Reviewed by Associate Editor Matt Wayland
In “A New Europe Will Be Born”, Conor Pfeiffer examines how James Baker, George H.W. Bush’s Secretary of State, served as a key actor during the period of diplomatic maneuvering that precipitated German reunification. Pfeiffer’s goal in the paper is to emphasize Baker’s role in shaping the post-Cold War European security environment, a role which, in Pfeiffer’s opinion, has lacked sufficient analysis and appreciation.
One of paper’s most important elements is that Pfeiffer is able to offer unprecedented access to the “Baker Papers”, a set of Baker’s notes and memorandum that are housed at Princeton University. By incorporating Baker’s shorthand into the essay itself, Pfeiffer is able to both represent how the statesman thought and worked, and demonstrate how he was able to transform broad principles and priorities into concrete diplomatic action.
The paper proceeds chronologically, tracing the major developments during the process of reunification. One important caveat that Pfeiffer points to in his literature review is that reunification itself was not a historical inevitability – thus the emphasis on the individual actors as being responsible for the outcome. Important developments within the heady years of 1989 and 1990 that Pfeiffer points to include the December 1989 speech delivered by Baker in Berlin from which the paper derives its title, the two-plus-four formula that Baker supported and ultimately became instrumental to the final treaty, and the settling of questions about NATO’s eastward expansion. Both bilateral and multilateral negotiations provided different kinds of forums and thus challenges for the American diplomats. Fortunately, within the American decision-making apparatus itself, centralization and cooperation facilitated success. Pfeiffer notes that the National Security Council enjoyed an amicable relationship with Baker’s State Department that allowed for coherent American leadership in rapidly changing world.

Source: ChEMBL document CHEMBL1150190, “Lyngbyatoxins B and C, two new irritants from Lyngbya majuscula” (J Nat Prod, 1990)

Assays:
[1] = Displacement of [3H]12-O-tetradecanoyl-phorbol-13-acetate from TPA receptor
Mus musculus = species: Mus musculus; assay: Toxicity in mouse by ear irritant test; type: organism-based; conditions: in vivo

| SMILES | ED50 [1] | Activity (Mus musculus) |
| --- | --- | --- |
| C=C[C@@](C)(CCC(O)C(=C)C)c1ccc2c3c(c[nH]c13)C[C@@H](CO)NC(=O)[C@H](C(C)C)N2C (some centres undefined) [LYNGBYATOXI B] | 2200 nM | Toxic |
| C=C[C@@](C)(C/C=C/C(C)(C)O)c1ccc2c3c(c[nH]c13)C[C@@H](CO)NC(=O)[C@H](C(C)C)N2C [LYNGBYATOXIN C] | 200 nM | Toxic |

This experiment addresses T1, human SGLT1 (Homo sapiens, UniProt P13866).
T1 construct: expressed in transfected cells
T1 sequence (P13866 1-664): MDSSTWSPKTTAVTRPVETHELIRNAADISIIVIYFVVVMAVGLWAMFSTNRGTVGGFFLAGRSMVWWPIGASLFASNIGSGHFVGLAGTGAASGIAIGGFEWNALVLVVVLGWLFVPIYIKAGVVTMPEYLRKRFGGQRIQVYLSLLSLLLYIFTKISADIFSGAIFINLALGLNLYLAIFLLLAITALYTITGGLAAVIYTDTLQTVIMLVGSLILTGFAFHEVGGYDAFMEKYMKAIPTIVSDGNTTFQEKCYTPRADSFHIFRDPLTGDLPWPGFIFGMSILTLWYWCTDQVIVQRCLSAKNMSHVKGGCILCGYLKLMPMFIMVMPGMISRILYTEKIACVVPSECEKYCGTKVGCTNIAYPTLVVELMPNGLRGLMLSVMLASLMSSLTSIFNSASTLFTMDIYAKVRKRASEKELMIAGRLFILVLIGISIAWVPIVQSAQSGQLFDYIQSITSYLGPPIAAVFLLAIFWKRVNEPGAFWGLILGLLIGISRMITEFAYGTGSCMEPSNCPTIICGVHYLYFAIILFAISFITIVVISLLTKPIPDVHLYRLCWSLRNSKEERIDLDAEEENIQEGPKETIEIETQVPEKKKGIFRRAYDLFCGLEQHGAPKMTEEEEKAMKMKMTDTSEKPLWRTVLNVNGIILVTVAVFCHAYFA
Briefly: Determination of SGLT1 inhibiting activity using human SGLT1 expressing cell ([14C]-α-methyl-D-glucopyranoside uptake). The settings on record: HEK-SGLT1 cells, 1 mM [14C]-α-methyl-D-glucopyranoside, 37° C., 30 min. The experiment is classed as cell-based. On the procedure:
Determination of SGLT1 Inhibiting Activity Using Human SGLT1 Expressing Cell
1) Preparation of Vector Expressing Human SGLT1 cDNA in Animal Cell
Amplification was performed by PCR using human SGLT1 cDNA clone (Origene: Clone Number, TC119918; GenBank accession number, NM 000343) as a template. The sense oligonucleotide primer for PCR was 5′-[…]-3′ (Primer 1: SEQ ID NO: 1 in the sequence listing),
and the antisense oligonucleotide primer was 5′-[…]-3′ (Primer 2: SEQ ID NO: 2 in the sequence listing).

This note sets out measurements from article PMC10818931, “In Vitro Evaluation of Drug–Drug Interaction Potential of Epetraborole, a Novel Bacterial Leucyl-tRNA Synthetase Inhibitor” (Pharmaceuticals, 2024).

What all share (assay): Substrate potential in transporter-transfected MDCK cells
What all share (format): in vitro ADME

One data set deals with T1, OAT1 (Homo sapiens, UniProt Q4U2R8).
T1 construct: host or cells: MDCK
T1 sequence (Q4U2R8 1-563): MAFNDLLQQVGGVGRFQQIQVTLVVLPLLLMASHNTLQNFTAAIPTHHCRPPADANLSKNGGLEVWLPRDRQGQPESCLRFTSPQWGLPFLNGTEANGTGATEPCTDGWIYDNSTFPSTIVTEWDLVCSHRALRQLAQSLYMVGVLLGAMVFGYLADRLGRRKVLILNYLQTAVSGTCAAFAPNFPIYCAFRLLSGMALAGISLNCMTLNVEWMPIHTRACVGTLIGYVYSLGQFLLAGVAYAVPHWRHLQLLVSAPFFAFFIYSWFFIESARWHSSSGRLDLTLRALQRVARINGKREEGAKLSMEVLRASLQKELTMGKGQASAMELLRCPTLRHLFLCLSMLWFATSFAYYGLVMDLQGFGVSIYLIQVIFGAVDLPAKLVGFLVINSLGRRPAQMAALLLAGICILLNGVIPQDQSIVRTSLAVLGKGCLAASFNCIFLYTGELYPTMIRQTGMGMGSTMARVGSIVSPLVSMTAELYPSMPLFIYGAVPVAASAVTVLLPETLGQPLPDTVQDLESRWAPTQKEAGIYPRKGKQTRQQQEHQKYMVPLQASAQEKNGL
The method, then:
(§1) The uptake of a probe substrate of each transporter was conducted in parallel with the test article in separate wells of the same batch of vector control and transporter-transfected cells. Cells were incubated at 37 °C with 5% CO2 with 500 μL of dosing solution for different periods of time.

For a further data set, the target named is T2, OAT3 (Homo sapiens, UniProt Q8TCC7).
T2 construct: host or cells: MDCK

Despite Pfeiffer’s extensive research and engaging retelling of history, the paper is not without its shortcomings. In its effort to establish Baker as the central player in the drama of reunification, the paper has an understandable tendency to narrowly lionize Baker at the expense of a more balanced and academic approach. Despite the paper’s best efforts, it still feels impossible to envision harmonious German reunification without the dynamic leadership of West German Chancellor Helmut Kohl or Soviet Prime Minister Mikhail Gorbachev. Nevertheless, for foreign policy wonks and those interested in contemporary history, Pfeiffer’s cogent analysis definitely holds interest. Moreover, it provides a model for the kind of transformative outcomes that intelligible and reasoned American foreign policy can yield at a present moment increasingly defined by its opposite.